Nursing Accreditation in Good-Standing as Success Rates Increase

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USU Eastern Press Release

Utah State University Eastern’s nursing accreditation takes place every eight years, with the Price campus in year two of its most recent accreditation. USU’s Travis Peterson was recently appointed as the head of USU’s new department of Nursing and Health Professions and plans are being developed to further expand the program throughout the state.

Peterson said the nursing faculty are working hard to ensure students in Price receive the highest quality education. He is optimistic about the programs being offered at USU Eastern and across the state.

The program’s accreditation, last reviewed in 2012, will continue through Spring 2020. At the time of the last review, the Accredited Commission for Education in Nursing had a few minor conditions to be addressed in a standard follow up report. The faculty worked hard and took multiple steps to ensure these conditions were fully met and submitted the follow up report in October.

“Our accreditation is in good standing and we have quite a few things in the works for the future,” Peterson said.

A major focus has been placed on preparing students for the nursing NCLEX exam that is taken to become a licensed nurse at the end of the program. The exam was recently altered, resulting in lower pass rates nationally. USU’s nursing faculty worked hard to combat the falling pass rates and prepare students for the new exam with great success.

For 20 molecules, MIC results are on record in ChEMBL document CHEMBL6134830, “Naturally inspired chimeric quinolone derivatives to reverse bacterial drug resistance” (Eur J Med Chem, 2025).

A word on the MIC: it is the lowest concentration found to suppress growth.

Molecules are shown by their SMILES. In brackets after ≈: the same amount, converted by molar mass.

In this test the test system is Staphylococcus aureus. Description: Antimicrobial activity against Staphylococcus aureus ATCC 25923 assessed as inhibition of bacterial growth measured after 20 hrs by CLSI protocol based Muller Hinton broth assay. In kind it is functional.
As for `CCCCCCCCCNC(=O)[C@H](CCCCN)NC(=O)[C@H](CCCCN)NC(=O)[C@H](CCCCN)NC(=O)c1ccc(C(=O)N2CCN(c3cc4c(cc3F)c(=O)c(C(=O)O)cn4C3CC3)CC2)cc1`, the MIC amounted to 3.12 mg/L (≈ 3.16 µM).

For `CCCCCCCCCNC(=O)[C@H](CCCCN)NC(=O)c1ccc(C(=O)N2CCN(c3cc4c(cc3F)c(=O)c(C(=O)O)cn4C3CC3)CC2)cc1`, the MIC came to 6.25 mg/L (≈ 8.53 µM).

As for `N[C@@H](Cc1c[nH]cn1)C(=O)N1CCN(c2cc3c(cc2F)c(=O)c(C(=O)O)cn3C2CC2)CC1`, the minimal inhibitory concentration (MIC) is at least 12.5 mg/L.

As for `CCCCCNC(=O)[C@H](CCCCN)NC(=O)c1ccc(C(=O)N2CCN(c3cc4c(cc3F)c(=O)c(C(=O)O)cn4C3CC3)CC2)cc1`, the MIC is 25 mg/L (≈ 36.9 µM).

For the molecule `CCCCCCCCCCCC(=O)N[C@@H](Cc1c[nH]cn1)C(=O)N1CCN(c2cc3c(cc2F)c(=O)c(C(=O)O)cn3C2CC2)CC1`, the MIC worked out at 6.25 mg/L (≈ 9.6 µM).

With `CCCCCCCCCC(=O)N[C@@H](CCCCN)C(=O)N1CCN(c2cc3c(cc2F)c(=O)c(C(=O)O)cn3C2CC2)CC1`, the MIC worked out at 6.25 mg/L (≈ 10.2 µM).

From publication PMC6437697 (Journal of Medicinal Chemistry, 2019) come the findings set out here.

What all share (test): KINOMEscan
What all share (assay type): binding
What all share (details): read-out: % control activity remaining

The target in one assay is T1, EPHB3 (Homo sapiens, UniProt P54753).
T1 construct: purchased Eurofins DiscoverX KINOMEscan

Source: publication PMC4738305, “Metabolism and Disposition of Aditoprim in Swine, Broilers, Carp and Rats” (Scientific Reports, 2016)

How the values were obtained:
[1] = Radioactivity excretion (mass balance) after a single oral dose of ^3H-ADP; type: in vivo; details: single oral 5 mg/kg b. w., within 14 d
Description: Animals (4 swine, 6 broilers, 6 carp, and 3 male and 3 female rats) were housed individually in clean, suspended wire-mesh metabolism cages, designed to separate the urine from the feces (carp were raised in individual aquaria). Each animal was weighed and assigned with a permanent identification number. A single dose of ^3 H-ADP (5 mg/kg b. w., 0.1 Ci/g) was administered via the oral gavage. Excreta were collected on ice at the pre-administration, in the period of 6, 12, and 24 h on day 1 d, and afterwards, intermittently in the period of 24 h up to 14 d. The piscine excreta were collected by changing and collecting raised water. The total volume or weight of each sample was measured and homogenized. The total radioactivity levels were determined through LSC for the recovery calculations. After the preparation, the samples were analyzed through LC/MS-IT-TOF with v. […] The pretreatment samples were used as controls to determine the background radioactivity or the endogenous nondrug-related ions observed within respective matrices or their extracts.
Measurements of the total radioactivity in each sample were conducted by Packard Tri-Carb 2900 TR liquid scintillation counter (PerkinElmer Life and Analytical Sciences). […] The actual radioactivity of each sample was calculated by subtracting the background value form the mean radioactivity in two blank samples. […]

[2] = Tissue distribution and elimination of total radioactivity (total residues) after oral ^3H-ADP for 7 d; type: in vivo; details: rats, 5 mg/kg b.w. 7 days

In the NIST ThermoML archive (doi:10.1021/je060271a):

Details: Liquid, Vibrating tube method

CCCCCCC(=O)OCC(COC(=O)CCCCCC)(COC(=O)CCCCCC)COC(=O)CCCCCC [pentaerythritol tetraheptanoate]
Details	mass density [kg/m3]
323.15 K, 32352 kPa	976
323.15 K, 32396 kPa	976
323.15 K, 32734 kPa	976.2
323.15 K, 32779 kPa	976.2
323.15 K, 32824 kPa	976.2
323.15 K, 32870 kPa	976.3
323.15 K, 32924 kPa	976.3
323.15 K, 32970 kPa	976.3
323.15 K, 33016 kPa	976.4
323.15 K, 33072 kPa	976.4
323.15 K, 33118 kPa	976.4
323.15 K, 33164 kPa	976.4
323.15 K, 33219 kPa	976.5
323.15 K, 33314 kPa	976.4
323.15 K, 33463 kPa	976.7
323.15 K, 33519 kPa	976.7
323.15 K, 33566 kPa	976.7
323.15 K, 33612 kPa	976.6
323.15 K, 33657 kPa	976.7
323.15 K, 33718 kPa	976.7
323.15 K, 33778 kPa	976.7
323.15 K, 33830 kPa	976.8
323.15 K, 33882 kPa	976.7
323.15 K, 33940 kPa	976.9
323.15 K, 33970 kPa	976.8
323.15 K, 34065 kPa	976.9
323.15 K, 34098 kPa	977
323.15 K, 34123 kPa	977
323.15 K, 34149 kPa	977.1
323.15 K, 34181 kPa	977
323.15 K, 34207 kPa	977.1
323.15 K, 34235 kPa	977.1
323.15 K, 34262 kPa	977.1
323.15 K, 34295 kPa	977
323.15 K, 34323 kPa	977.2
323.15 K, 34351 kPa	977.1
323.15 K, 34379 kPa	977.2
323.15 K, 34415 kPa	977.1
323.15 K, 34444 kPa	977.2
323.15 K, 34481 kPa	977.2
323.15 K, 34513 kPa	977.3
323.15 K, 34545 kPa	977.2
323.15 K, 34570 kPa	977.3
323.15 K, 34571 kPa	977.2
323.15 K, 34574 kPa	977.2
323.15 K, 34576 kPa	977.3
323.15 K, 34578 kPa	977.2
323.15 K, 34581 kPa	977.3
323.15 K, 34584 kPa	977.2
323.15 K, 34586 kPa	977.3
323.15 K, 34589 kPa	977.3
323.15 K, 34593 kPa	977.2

“The USU program’s pass rate has increased about 10 percent over the past several years,” Peterson said.

To achieve this improvement, USU Eastern faculty examined every aspect of the program and what needed to change. The required prerequisite courses were reorganized so students have all additional courses completed before they start the nursing program. This change allows students to take the NCLEX exam and become licensed as nurses as soon as they finish the program, instead of waiting six months or more to finish additional courses. The department is monitoring this change closely to ensure students feel ready when it is time to graduate and move on.

“We have made these changes to allow students to be more successful in the future,” said Sandy Nadelson, director of nursing programs for USU Eastern campuses in Price and Blanding, plus the USU Uintah Basin campus.

Nadelson appreciates the support the administration and community have shown the program. She hopes that support continues in the future, as there are many opportunities for growth.

“This program provides great opportunities for students to learn and stay in the area,” she said.

Nadelson and Peterson agree that the program provides an invaluable opportunity for many students in the community who are not able, or do not want, to move away or travel long distances for their education.

“The majority of our nurses are fully employed after graduation and many stay in the area and work in the hospitals here and health care facilities,” Peterson said.

Information about the programs and applying can be found on nursing.usu.edu. The school currently offers both LPN and RN programs. All materials for the application are due by May 21, 2015 for next years nursing cohorts.

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